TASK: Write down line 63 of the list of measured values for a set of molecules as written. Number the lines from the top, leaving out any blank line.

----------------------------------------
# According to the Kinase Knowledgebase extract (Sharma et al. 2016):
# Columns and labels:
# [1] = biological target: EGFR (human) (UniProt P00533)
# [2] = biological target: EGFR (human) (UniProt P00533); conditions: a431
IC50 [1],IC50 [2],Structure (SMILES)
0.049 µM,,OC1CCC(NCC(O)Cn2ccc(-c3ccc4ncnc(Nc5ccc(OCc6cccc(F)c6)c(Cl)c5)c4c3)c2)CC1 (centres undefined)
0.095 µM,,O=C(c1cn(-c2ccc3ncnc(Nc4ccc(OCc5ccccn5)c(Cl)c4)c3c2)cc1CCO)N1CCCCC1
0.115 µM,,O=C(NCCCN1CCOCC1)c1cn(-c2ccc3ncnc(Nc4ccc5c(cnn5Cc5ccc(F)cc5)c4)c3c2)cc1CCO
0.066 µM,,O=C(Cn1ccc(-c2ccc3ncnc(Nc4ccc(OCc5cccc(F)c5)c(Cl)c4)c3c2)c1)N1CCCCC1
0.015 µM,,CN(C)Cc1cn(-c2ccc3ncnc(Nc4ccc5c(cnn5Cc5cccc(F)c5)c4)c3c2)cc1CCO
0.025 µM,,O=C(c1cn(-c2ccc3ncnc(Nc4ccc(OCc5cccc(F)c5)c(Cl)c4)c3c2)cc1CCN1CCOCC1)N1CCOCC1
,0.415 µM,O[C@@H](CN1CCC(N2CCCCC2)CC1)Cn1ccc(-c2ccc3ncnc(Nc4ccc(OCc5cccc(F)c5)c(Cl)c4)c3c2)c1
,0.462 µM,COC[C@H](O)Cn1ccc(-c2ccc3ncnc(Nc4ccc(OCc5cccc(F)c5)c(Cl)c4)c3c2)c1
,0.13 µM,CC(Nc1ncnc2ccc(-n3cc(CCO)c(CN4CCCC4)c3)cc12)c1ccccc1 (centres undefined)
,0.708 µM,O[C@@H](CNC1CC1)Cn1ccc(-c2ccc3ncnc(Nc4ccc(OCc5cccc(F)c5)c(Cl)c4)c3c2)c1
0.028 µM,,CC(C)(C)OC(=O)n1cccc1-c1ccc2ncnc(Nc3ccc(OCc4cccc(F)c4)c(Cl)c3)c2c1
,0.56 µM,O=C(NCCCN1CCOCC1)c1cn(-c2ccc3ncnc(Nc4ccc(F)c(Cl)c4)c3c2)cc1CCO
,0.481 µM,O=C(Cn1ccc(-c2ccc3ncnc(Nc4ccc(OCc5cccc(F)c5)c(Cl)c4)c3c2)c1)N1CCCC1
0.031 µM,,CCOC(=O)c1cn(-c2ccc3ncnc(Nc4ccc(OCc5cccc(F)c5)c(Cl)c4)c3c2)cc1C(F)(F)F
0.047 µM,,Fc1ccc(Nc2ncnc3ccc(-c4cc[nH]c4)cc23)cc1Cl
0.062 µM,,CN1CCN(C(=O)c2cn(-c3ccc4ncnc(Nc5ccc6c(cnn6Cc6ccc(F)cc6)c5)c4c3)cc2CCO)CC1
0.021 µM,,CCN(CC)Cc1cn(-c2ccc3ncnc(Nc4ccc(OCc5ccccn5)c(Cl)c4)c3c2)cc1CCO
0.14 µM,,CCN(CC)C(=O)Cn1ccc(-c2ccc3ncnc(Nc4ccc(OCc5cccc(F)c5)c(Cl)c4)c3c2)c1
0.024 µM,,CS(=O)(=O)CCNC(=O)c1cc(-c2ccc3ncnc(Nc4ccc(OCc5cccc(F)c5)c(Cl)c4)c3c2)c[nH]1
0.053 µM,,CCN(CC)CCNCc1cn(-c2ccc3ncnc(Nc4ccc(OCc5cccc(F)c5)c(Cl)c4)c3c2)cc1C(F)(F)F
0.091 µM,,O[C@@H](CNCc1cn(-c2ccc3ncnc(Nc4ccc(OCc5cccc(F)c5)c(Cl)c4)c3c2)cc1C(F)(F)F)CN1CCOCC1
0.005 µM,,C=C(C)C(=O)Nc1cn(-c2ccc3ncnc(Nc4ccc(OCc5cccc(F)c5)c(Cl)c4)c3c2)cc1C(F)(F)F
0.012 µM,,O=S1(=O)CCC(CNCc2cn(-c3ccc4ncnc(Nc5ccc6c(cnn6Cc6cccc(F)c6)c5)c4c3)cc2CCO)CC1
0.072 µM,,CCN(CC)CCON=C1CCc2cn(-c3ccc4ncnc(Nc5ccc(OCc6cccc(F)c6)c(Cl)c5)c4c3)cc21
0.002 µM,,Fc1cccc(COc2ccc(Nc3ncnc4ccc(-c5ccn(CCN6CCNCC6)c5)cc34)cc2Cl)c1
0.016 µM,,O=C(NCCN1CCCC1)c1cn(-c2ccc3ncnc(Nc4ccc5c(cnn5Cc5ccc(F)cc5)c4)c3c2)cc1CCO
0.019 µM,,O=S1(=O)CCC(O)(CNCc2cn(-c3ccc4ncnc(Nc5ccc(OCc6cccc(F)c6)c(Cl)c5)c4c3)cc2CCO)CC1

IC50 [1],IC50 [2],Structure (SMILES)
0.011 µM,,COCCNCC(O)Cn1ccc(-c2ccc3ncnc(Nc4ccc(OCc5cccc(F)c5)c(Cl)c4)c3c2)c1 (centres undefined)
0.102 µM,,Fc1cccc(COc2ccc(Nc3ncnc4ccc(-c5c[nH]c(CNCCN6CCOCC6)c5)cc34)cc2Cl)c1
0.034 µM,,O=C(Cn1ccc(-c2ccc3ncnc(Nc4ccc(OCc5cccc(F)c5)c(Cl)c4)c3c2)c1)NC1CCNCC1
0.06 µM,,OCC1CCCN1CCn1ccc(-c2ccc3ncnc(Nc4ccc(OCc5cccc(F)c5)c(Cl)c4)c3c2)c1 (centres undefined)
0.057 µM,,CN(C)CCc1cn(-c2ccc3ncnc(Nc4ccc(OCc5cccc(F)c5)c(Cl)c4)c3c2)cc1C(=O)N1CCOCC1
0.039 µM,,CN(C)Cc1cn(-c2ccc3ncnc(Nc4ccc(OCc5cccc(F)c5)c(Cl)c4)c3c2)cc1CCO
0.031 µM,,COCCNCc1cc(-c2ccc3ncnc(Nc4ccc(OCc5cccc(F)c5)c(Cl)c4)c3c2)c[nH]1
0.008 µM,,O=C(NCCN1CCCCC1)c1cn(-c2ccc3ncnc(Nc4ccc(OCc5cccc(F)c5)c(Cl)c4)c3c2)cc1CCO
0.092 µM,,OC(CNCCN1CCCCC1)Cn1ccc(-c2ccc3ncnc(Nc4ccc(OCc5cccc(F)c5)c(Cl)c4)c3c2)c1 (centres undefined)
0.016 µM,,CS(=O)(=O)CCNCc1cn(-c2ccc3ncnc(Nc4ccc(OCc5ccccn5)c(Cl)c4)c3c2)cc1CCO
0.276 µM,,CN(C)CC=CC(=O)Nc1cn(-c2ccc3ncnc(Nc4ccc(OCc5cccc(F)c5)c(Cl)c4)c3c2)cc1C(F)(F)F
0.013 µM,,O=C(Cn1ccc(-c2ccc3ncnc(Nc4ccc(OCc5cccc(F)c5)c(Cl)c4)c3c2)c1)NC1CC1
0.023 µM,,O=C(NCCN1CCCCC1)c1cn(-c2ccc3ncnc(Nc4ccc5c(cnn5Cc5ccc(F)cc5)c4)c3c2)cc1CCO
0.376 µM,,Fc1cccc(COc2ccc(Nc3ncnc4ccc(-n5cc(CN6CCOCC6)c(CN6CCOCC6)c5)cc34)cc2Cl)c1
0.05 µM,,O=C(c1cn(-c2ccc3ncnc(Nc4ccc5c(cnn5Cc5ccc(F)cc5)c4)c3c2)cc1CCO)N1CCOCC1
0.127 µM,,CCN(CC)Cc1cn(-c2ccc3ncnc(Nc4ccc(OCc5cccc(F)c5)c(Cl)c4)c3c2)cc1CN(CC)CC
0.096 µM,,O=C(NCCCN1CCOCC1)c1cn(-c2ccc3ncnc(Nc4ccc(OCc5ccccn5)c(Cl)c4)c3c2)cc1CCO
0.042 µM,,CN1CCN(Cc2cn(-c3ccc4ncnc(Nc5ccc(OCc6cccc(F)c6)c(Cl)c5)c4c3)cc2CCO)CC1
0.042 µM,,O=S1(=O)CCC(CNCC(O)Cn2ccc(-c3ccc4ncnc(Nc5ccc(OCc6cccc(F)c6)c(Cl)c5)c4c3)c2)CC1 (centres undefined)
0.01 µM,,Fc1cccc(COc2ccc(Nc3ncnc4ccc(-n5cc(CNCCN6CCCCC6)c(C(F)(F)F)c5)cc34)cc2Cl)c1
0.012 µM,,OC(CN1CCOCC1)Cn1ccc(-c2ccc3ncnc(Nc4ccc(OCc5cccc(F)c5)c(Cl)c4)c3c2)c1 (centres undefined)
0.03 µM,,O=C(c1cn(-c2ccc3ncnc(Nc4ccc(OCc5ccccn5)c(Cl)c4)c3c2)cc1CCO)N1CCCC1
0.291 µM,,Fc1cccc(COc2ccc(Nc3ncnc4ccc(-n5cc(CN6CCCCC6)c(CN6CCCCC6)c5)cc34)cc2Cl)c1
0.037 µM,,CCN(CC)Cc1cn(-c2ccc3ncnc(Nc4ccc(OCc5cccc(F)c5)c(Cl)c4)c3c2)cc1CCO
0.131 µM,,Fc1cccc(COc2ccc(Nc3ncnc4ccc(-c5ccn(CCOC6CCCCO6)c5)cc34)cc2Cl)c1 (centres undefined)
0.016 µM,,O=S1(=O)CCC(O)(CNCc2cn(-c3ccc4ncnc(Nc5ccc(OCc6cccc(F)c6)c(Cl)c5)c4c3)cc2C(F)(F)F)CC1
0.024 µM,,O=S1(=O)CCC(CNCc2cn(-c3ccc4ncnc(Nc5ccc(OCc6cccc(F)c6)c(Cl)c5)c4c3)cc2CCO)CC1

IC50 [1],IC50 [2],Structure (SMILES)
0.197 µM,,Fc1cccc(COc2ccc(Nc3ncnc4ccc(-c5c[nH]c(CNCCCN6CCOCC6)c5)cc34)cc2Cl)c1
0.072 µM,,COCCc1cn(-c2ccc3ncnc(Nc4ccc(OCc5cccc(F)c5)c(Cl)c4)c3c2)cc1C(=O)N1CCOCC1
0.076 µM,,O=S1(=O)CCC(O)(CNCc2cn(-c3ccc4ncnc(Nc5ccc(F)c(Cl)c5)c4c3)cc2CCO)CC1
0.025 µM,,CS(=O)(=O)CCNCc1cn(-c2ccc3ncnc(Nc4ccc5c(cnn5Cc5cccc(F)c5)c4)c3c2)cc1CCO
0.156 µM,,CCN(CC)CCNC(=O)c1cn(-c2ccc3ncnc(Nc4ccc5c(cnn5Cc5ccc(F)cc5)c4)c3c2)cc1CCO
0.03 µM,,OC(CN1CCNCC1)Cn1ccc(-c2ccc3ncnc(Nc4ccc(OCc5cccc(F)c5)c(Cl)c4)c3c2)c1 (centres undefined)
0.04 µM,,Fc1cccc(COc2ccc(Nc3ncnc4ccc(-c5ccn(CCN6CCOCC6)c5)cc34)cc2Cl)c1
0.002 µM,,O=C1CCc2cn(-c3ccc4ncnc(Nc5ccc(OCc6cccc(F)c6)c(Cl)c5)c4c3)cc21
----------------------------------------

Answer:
0.072 µM,,COCCc1cn(-c2ccc3ncnc(Nc4ccc(OCc5cccc(F)c5)c(Cl)c4)c3c2)cc1C(=O)N1CCOCC1